NQF Provides Recommendations on Health Information Technology and Patient Safety 

MAR 03, 2016

CONTACT: Sofia Kosmetatos

NQF Provides Recommendations on Health Information Technology and Patient Safety

Washington, DC
—A new National Quality Forum (NQF) report provides guidance on how to measure the safety and safe use of health information technology (health IT). Widely viewed as critical to accelerating widespread improvements in healthcare quality and the shift to value-based care, the use of health IT has introduced new patient safety challenges into the healthcare system. The report provides a framework for how to consider the effect of health IT on patient safety and prioritizes key measurement areas.

According to the report, potential health IT patient safety risks could relate to IT design, use, or implementation. Examples of risks could include design flaws that can result in the recording of inaccurate patient information, alert fatigue (where clinicians receive such a high volume of alerts that they begin to ignore them), and flawed implementation strategies that may result in clinicians circumventing IT safety features.

“Identifying patient safety risks associated with use of health IT is foundational to reap the benefits of IT to improve patient care, and all healthcare and health IT stakeholders have a shared responsibility to address these risks,” said Hardeep Singh, MD, MPH, chief of the Health Policy, Quality & Informatics Program at the Center for Innovations in Quality, Effectiveness, and Safety based at the Michael E. DeBakey VA Medical Center and Baylor College of Medicine, Houston. “Our recommendations prioritize risk areas and build a strong scientific foundation to advance measurement and improvement of patient safety in this area.”

Singh co-chaired a multistakeholder Committee of 22 health IT and safety experts convened by NQF for this project.

The Committee recommended that measures to address the patient safety associated with the use of health IT consider these high-level concepts:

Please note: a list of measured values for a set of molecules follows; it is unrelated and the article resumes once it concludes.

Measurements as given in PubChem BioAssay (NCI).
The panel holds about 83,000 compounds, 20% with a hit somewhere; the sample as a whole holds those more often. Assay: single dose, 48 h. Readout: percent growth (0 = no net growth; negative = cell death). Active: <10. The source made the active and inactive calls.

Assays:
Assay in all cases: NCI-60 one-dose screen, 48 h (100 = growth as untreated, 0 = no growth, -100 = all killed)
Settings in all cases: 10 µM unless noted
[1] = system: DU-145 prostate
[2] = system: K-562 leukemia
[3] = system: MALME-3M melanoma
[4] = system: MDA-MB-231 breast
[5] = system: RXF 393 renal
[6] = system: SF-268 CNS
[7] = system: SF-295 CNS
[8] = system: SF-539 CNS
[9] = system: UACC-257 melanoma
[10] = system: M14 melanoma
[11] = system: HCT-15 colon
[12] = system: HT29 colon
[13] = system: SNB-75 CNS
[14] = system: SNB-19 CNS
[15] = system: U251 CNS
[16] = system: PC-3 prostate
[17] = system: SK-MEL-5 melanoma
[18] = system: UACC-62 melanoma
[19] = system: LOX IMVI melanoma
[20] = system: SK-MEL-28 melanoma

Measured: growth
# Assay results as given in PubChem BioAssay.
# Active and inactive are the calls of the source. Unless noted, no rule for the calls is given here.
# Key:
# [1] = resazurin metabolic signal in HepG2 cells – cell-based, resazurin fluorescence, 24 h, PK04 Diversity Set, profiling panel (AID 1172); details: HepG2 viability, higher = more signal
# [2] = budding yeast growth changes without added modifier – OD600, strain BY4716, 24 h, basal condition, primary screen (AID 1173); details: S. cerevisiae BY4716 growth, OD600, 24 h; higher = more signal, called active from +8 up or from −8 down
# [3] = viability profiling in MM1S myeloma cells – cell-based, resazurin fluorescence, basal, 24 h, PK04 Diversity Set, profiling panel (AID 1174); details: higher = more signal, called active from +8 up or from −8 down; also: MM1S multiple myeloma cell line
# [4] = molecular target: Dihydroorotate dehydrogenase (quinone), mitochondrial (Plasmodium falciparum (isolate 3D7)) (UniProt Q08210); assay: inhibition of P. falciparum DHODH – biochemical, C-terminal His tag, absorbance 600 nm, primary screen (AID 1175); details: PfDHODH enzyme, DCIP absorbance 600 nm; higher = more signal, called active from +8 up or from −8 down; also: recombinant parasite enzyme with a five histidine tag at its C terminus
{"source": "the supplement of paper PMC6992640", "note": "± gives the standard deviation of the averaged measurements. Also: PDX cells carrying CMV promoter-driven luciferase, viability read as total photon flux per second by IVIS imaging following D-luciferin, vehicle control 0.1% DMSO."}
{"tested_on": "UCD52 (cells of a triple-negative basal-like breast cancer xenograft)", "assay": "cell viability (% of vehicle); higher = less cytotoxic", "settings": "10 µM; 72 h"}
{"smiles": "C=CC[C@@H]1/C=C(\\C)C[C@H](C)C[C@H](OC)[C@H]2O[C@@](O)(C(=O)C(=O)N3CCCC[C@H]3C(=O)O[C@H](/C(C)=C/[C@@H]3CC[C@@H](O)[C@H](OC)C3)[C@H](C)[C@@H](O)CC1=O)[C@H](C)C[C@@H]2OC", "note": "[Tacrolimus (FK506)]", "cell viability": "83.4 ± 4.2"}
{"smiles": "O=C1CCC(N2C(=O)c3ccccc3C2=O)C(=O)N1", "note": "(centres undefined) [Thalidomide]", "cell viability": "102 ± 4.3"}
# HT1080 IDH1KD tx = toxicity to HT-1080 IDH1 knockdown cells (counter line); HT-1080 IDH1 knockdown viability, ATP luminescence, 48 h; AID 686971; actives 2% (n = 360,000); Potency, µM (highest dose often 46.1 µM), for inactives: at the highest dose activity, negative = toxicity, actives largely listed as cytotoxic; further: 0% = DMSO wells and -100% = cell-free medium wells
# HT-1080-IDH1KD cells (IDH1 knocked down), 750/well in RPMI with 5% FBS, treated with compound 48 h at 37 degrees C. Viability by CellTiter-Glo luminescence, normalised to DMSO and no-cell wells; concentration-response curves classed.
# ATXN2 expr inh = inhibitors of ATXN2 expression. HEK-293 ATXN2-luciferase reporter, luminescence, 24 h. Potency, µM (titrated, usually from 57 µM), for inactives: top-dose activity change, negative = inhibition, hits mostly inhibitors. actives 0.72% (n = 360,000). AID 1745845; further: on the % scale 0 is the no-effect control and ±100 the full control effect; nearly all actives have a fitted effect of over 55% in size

• Safe health IT – to ensure that health IT is accessible and usable on demand by all members of a care team and that health IT data are complete, accurate, secure, and protected
  • Using health IT safely – to ensure that features and functionality are effective, efficient, and implemented as intended; that there are structures, processes, and procedures in place to ensure safety and safe use of health IT; and that there are effective mechanisms to monitor, detect, and report on the safety and safe use of health IT
  • Improving patient safety – to ensure that health IT is leveraged to reduce patient harm and improve the safety of patient care and enables meaningful and effective patient engagement.

The Committee also recommended that measurement of health IT safety prioritize addressing the safety of tools that help clinicians make decisions about patient care (clinical decision support, or CDS) as well as the ability of health IT systems to exchange information (interoperability).

CDS provides clinicians with guidance in making critical decisions at the point of care. But poorly designed or configured CDS can threaten patient safety, such as when clinicians experience alert fatigue. The Committee recommends that CDS measurement address the appropriateness and timing of alerts, the appropriateness of clinicians’ responses to those alerts, and the monitoring of CDS content to ensure that it remains useful, clinically relevant, up-to-date, and free of errors.

Meanwhile, as healthcare is frequently delivered and managed by multiple providers at different locations, the ability of health IT systems to seamlessly exchange patient data is increasingly important. But many EHRs still are not interoperable, potentially leading to failures in communicating important patient information (such as test results) and delays in treatment. The report suggests that measurement of interoperability could assess whether systems have the ability to communicate and exchange specific types of data and how often diagnostic test results are unavailable when needed.

“With the rapid adoption of health IT across the continuum of care, we must consider the potential impact on patient safety to ensure that this critically important tool is a positive and transformational force for change,” said Helen Burstin, MD, MPH, chief scientific officer of NQF.


The National Quality Forum leads national collaboration to improve health and healthcare quality through measurement. Learn more at www.qualityforum.org.